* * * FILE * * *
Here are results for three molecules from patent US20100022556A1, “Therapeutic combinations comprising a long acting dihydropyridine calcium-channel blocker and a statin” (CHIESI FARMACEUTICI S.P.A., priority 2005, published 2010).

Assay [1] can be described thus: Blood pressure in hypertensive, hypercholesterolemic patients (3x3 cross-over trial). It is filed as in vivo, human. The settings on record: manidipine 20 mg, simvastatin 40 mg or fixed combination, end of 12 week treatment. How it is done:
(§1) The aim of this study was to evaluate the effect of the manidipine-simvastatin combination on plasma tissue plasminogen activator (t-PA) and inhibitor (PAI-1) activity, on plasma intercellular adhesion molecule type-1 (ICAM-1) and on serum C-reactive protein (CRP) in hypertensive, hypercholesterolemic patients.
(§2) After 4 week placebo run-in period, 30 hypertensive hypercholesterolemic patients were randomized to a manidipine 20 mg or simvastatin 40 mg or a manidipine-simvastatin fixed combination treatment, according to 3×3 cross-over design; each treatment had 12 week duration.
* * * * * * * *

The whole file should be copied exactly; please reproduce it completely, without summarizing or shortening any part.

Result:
Here are results for three molecules from patent US20100022556A1, “Therapeutic combinations comprising a long acting dihydropyridine calcium-channel blocker and a statin” (CHIESI FARMACEUTICI S.P.A., priority 2005, published 2010).

Assay [1] can be described thus: Blood pressure in hypertensive, hypercholesterolemic patients (3x3 cross-over trial). It is filed as in vivo, human. The settings on record: manidipine 20 mg, simvastatin 40 mg or fixed combination, end of 12 week treatment. How it is done:
(§1) The aim of this study was to evaluate the effect of the manidipine-simvastatin combination on plasma tissue plasminogen activator (t-PA) and inhibitor (PAI-1) activity, on plasma intercellular adhesion molecule type-1 (ICAM-1) and on serum C-reactive protein (CRP) in hypertensive, hypercholesterolemic patients.
(§2) After 4 week placebo run-in period, 30 hypertensive hypercholesterolemic patients were randomized to a manidipine 20 mg or simvastatin 40 mg or a manidipine-simvastatin fixed combination treatment, according to 3×3 cross-over design; each treatment had 12 week duration.